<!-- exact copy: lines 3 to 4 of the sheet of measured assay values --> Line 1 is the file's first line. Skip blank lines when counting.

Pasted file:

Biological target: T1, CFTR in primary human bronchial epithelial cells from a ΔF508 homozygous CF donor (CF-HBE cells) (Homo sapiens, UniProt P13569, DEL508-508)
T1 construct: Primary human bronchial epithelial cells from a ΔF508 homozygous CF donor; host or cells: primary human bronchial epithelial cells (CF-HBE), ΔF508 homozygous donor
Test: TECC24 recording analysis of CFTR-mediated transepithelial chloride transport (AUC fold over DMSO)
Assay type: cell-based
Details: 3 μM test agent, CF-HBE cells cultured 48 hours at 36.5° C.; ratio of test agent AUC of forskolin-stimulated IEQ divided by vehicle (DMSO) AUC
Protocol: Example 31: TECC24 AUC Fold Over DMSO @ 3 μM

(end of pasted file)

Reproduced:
Test: TECC24 recording analysis of CFTR-mediated transepithelial chloride transport (AUC fold over DMSO)
Assay type: cell-based